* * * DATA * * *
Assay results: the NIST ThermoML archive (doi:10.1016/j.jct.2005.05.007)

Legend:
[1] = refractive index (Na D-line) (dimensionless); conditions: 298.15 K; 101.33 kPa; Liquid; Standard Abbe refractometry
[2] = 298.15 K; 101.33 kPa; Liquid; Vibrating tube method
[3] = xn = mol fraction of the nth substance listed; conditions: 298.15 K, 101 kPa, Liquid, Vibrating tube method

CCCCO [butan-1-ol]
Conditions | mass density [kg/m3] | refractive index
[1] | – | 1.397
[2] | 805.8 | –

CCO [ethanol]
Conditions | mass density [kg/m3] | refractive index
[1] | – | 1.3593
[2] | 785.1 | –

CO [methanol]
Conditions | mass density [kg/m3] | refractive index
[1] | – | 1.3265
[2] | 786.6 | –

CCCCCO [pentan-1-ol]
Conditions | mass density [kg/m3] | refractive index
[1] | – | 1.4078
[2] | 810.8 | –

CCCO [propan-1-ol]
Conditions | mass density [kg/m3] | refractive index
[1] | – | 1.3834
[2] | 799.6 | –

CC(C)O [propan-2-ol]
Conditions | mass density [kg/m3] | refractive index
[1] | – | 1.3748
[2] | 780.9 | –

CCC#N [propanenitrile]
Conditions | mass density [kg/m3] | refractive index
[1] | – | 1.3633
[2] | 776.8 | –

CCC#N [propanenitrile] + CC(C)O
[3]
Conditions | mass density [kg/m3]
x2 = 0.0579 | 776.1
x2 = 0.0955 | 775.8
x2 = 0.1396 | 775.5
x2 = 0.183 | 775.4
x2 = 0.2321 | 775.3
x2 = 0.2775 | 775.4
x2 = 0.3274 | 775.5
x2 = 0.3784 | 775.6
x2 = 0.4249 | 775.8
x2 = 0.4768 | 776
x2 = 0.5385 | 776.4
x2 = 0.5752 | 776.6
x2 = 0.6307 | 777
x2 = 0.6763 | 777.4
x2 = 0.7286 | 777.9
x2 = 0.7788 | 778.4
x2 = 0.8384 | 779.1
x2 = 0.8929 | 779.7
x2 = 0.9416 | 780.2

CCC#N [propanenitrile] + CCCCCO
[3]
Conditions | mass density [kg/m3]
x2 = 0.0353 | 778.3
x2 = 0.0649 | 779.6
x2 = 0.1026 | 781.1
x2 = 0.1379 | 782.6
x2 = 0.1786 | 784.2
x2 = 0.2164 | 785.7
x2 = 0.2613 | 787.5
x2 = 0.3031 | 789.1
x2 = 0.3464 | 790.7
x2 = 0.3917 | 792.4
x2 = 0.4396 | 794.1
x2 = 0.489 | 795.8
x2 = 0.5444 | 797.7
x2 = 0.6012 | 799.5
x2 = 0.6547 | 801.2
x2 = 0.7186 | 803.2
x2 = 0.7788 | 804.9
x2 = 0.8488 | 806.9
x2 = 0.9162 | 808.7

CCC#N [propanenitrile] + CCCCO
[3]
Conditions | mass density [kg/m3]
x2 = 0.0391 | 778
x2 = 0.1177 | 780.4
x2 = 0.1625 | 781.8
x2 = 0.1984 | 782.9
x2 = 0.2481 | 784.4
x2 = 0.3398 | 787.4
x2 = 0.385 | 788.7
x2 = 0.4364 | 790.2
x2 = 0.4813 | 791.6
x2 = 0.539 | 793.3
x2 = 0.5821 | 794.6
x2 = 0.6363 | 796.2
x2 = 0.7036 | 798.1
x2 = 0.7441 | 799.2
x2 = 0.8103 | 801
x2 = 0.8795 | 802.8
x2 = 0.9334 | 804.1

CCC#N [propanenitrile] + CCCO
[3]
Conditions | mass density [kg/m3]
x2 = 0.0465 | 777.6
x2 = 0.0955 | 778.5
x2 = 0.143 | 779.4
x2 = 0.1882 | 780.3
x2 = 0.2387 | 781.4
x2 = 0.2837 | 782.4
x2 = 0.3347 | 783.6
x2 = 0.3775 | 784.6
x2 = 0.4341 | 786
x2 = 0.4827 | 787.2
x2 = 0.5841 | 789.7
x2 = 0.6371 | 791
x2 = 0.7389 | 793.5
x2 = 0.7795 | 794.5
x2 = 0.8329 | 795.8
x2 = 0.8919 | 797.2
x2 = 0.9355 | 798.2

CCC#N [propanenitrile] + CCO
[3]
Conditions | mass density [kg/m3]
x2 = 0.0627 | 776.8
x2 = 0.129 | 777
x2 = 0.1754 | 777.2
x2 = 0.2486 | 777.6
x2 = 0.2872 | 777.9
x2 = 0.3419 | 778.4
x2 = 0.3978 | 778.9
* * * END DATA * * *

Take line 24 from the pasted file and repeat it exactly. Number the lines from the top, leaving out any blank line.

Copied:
[1] | – | 1.3834